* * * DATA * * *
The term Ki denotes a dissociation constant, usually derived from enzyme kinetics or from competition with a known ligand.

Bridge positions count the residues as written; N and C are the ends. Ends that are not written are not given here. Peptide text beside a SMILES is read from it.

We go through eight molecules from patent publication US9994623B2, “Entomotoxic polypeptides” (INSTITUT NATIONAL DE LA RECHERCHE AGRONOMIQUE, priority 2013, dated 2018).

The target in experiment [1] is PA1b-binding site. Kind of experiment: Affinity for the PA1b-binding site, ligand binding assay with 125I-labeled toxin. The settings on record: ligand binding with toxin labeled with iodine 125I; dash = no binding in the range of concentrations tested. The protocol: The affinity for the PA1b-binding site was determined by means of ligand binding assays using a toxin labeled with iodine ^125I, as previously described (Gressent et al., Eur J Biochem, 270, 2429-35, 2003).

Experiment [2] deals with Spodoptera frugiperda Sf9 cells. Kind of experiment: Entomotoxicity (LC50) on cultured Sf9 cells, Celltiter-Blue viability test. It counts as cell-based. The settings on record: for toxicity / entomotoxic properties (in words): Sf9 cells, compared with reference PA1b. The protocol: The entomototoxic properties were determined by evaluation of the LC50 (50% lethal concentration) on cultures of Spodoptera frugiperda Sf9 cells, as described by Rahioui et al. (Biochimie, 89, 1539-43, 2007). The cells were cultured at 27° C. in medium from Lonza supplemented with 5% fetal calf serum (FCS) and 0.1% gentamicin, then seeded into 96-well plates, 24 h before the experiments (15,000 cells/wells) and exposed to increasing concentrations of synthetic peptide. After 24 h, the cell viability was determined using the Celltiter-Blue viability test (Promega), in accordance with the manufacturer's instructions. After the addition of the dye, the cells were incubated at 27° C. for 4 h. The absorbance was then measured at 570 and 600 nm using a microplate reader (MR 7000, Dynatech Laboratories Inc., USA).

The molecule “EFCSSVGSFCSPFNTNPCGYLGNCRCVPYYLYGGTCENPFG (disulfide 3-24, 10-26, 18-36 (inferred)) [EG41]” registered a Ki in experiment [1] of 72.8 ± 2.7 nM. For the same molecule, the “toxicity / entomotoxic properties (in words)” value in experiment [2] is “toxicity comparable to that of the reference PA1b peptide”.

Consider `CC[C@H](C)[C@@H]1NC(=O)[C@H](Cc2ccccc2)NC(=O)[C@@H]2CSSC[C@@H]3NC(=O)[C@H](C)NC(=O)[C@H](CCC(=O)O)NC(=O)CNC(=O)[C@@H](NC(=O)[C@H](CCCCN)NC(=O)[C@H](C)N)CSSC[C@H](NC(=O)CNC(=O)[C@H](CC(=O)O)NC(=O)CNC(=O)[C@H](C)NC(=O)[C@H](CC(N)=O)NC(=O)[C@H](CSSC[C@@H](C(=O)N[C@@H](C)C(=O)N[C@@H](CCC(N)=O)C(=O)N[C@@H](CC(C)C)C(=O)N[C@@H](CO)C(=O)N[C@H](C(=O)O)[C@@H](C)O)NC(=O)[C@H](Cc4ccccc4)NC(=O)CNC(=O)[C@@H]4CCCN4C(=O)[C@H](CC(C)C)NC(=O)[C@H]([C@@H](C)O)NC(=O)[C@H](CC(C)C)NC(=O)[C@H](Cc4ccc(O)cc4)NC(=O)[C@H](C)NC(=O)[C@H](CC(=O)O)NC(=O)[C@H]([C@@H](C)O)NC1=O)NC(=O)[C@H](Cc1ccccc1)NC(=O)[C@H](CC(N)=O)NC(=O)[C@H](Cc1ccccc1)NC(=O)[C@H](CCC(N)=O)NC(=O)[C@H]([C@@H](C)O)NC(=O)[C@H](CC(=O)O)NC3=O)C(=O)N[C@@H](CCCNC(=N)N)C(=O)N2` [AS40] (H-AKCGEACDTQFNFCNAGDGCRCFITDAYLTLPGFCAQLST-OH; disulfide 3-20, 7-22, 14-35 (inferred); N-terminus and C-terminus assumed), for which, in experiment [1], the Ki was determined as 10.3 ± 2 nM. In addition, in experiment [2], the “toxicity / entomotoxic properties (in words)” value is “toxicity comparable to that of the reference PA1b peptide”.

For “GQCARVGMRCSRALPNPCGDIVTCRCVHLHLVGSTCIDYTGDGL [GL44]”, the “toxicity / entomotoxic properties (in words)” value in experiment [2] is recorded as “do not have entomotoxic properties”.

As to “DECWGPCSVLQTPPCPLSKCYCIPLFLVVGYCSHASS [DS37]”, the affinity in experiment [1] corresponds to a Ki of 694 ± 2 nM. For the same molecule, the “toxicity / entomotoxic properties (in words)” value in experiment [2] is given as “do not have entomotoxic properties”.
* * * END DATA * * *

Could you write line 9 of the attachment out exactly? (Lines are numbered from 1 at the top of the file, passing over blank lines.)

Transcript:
As to “DECWGPCSVLQTPPCPLSKCYCIPLFLVVGYCSHASS [DS37]”, the affinity in experiment [1] corresponds to a Ki of 694 ± 2 nM. For the same molecule, the “toxicity / entomotoxic properties (in words)” value in experiment [2] is given as “do not have entomotoxic properties”.